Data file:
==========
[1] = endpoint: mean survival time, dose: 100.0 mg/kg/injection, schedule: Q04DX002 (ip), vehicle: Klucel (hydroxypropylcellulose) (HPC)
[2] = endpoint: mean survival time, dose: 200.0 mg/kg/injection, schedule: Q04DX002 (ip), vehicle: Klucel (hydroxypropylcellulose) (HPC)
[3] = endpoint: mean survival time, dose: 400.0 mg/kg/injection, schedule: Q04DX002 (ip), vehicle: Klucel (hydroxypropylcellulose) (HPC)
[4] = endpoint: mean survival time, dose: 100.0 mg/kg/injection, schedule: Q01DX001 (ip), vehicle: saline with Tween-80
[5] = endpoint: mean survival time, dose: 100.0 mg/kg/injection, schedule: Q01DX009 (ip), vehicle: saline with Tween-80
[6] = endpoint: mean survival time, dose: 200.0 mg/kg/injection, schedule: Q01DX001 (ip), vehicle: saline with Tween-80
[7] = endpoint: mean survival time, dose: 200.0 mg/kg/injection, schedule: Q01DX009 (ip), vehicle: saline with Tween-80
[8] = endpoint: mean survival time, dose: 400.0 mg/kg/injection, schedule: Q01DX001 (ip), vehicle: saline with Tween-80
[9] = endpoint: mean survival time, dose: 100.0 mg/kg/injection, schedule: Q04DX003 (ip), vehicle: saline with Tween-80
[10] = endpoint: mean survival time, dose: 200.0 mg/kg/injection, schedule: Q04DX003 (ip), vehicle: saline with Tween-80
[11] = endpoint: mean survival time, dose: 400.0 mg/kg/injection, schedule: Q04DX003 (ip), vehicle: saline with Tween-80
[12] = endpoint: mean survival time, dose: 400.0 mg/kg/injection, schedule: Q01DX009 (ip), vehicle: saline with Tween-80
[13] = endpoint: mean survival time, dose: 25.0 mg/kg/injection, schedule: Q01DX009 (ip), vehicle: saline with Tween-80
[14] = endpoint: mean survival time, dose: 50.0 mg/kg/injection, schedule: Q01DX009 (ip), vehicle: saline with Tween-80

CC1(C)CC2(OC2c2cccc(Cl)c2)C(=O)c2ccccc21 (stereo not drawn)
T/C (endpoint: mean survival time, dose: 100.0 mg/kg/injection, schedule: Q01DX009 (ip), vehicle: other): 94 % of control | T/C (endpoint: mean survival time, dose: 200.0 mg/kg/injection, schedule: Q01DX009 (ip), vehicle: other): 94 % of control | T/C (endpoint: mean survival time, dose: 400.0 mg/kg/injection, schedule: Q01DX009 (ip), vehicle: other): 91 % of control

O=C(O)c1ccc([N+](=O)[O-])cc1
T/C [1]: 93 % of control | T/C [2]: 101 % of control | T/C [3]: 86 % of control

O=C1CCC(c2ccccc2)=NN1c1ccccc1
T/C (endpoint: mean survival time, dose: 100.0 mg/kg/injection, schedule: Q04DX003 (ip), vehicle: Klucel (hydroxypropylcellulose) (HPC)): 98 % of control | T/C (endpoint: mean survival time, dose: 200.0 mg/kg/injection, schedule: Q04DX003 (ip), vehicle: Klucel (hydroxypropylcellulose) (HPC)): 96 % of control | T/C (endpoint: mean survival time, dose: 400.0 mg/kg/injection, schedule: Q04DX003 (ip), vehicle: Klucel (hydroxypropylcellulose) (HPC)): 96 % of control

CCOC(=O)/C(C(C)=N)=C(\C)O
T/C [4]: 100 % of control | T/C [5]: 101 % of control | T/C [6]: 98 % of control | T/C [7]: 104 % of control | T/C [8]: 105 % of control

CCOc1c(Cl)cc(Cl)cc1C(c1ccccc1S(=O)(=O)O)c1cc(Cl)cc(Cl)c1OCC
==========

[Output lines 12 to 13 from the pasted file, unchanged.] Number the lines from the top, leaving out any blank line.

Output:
[12] = endpoint: mean survival time, dose: 400.0 mg/kg/injection, schedule: Q01DX009 (ip), vehicle: saline with Tween-80
[13] = endpoint: mean survival time, dose: 25.0 mg/kg/injection, schedule: Q01DX009 (ip), vehicle: saline with Tween-80